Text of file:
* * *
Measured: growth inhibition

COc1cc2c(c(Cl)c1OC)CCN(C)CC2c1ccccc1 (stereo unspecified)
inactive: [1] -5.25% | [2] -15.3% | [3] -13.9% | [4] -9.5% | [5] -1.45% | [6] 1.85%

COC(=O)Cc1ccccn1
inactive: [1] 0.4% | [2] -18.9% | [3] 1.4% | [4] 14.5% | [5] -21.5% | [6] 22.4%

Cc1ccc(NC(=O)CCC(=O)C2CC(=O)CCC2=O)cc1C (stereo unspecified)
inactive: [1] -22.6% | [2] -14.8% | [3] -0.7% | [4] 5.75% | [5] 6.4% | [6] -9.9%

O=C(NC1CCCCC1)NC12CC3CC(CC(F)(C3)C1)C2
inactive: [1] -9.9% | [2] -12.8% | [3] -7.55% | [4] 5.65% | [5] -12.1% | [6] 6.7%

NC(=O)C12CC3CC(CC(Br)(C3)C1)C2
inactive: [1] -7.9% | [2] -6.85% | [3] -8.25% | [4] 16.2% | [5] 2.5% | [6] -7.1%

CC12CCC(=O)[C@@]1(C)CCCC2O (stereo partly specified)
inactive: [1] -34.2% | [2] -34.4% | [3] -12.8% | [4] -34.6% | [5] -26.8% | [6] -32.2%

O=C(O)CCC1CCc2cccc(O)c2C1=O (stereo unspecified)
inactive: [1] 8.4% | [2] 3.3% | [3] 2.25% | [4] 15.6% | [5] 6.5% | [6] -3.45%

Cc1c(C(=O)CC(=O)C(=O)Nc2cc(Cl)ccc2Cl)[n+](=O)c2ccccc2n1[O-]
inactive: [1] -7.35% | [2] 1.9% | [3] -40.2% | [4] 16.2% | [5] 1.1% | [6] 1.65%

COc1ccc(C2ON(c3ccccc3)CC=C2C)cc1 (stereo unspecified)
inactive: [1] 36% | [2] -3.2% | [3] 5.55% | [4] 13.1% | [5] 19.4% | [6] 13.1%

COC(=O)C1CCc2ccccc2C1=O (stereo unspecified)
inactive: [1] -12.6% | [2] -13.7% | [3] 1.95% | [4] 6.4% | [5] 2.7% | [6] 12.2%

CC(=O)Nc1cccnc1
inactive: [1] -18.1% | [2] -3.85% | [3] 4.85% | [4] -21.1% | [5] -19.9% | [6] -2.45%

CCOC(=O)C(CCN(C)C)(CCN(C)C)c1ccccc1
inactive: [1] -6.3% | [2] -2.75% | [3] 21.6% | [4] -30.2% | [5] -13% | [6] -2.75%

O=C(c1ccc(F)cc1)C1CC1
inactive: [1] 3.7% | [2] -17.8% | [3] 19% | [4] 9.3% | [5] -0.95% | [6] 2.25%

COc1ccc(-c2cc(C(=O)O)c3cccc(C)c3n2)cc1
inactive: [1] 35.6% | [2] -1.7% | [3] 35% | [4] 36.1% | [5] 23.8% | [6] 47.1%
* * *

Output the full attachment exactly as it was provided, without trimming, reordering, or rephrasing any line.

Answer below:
Measured: growth inhibition

COc1cc2c(c(Cl)c1OC)CCN(C)CC2c1ccccc1 (stereo unspecified)
inactive: [1] -5.25% | [2] -15.3% | [3] -13.9% | [4] -9.5% | [5] -1.45% | [6] 1.85%

COC(=O)Cc1ccccn1
inactive: [1] 0.4% | [2] -18.9% | [3] 1.4% | [4] 14.5% | [5] -21.5% | [6] 22.4%

Cc1ccc(NC(=O)CCC(=O)C2CC(=O)CCC2=O)cc1C (stereo unspecified)
inactive: [1] -22.6% | [2] -14.8% | [3] -0.7% | [4] 5.75% | [5] 6.4% | [6] -9.9%

O=C(NC1CCCCC1)NC12CC3CC(CC(F)(C3)C1)C2
inactive: [1] -9.9% | [2] -12.8% | [3] -7.55% | [4] 5.65% | [5] -12.1% | [6] 6.7%

NC(=O)C12CC3CC(CC(Br)(C3)C1)C2
inactive: [1] -7.9% | [2] -6.85% | [3] -8.25% | [4] 16.2% | [5] 2.5% | [6] -7.1%

CC12CCC(=O)[C@@]1(C)CCCC2O (stereo partly specified)
inactive: [1] -34.2% | [2] -34.4% | [3] -12.8% | [4] -34.6% | [5] -26.8% | [6] -32.2%

O=C(O)CCC1CCc2cccc(O)c2C1=O (stereo unspecified)
inactive: [1] 8.4% | [2] 3.3% | [3] 2.25% | [4] 15.6% | [5] 6.5% | [6] -3.45%

Cc1c(C(=O)CC(=O)C(=O)Nc2cc(Cl)ccc2Cl)[n+](=O)c2ccccc2n1[O-]
inactive: [1] -7.35% | [2] 1.9% | [3] -40.2% | [4] 16.2% | [5] 1.1% | [6] 1.65%

COc1ccc(C2ON(c3ccccc3)CC=C2C)cc1 (stereo unspecified)
inactive: [1] 36% | [2] -3.2% | [3] 5.55% | [4] 13.1% | [5] 19.4% | [6] 13.1%

COC(=O)C1CCc2ccccc2C1=O (stereo unspecified)
inactive: [1] -12.6% | [2] -13.7% | [3] 1.95% | [4] 6.4% | [5] 2.7% | [6] 12.2%

CC(=O)Nc1cccnc1
inactive: [1] -18.1% | [2] -3.85% | [3] 4.85% | [4] -21.1% | [5] -19.9% | [6] -2.45%

CCOC(=O)C(CCN(C)C)(CCN(C)C)c1ccccc1
inactive: [1] -6.3% | [2] -2.75% | [3] 21.6% | [4] -30.2% | [5] -13% | [6] -2.75%

O=C(c1ccc(F)cc1)C1CC1
inactive: [1] 3.7% | [2] -17.8% | [3] 19% | [4] 9.3% | [5] -0.95% | [6] 2.25%

COc1ccc(-c2cc(C(=O)O)c3cccc(C)c3n2)cc1
inactive: [1] 35.6% | [2] -1.7% | [3] 35% | [4] 36.1% | [5] 23.8% | [6] 47.1%